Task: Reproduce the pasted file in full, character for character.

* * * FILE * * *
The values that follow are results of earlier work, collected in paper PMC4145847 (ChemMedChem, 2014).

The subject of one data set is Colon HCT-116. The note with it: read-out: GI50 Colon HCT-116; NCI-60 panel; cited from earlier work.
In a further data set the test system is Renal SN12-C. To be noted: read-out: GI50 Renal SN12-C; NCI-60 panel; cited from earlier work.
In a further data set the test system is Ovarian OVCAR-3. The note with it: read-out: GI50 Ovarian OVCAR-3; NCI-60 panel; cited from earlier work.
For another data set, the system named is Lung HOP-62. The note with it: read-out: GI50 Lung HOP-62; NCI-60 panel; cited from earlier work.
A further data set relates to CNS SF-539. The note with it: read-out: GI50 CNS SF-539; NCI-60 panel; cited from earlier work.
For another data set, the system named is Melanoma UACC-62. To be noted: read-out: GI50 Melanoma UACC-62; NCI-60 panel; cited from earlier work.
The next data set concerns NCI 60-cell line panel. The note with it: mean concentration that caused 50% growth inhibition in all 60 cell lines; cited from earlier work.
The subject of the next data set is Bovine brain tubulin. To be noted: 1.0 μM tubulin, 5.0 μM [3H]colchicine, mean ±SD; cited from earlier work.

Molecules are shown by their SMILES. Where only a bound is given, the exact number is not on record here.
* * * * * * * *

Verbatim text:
The values that follow are results of earlier work, collected in paper PMC4145847 (ChemMedChem, 2014).

The subject of one data set is Colon HCT-116. The note with it: read-out: GI50 Colon HCT-116; NCI-60 panel; cited from earlier work.
In a further data set the test system is Renal SN12-C. To be noted: read-out: GI50 Renal SN12-C; NCI-60 panel; cited from earlier work.
In a further data set the test system is Ovarian OVCAR-3. The note with it: read-out: GI50 Ovarian OVCAR-3; NCI-60 panel; cited from earlier work.
For another data set, the system named is Lung HOP-62. The note with it: read-out: GI50 Lung HOP-62; NCI-60 panel; cited from earlier work.
A further data set relates to CNS SF-539. The note with it: read-out: GI50 CNS SF-539; NCI-60 panel; cited from earlier work.
For another data set, the system named is Melanoma UACC-62. To be noted: read-out: GI50 Melanoma UACC-62; NCI-60 panel; cited from earlier work.
The next data set concerns NCI 60-cell line panel. The note with it: mean concentration that caused 50% growth inhibition in all 60 cell lines; cited from earlier work.
The subject of the next data set is Bovine brain tubulin. To be noted: 1.0 μM tubulin, 5.0 μM [3H]colchicine, mean ±SD; cited from earlier work.

Molecules are shown by their SMILES. Where only a bound is given, the exact number is not on record here.